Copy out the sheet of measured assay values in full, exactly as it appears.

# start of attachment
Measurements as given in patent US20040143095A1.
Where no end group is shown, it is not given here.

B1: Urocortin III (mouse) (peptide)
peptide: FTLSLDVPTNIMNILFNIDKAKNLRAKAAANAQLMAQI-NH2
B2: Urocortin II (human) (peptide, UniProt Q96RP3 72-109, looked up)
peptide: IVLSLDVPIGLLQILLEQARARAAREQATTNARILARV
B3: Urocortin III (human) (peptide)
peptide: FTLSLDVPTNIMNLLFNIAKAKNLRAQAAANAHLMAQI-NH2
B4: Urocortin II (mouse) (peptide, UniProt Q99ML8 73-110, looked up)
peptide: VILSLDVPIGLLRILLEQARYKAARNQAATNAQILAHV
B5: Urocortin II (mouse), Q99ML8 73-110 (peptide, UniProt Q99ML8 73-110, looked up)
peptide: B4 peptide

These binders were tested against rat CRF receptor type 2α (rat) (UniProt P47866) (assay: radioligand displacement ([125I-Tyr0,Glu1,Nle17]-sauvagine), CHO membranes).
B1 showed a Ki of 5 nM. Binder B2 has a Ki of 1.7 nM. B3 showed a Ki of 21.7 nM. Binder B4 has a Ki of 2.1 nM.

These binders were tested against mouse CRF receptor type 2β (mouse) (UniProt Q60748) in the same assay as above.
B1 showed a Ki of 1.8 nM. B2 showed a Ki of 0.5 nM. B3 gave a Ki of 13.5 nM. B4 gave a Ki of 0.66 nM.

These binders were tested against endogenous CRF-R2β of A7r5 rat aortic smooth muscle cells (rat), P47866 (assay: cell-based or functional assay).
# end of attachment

Measurements as given in patent US20040143095A1.
Where no end group is shown, it is not given here.

B1: Urocortin III (mouse) (peptide)
peptide: FTLSLDVPTNIMNILFNIDKAKNLRAKAAANAQLMAQI-NH2
B2: Urocortin II (human) (peptide, UniProt Q96RP3 72-109, looked up)
peptide: IVLSLDVPIGLLQILLEQARARAAREQATTNARILARV
B3: Urocortin III (human) (peptide)
peptide: FTLSLDVPTNIMNLLFNIAKAKNLRAQAAANAHLMAQI-NH2
B4: Urocortin II (mouse) (peptide, UniProt Q99ML8 73-110, looked up)
peptide: VILSLDVPIGLLRILLEQARYKAARNQAATNAQILAHV
B5: Urocortin II (mouse), Q99ML8 73-110 (peptide, UniProt Q99ML8 73-110, looked up)
peptide: B4 peptide

These binders were tested against rat CRF receptor type 2α (rat) (UniProt P47866) (assay: radioligand displacement ([125I-Tyr0,Glu1,Nle17]-sauvagine), CHO membranes).
B1 showed a Ki of 5 nM. Binder B2 has a Ki of 1.7 nM. B3 showed a Ki of 21.7 nM. Binder B4 has a Ki of 2.1 nM.

These binders were tested against mouse CRF receptor type 2β (mouse) (UniProt Q60748) in the same assay as above.
B1 showed a Ki of 1.8 nM. B2 showed a Ki of 0.5 nM. B3 gave a Ki of 13.5 nM. B4 gave a Ki of 0.66 nM.

These binders were tested against endogenous CRF-R2β of A7r5 rat aortic smooth muscle cells (rat), P47866 (assay: cell-based or functional assay).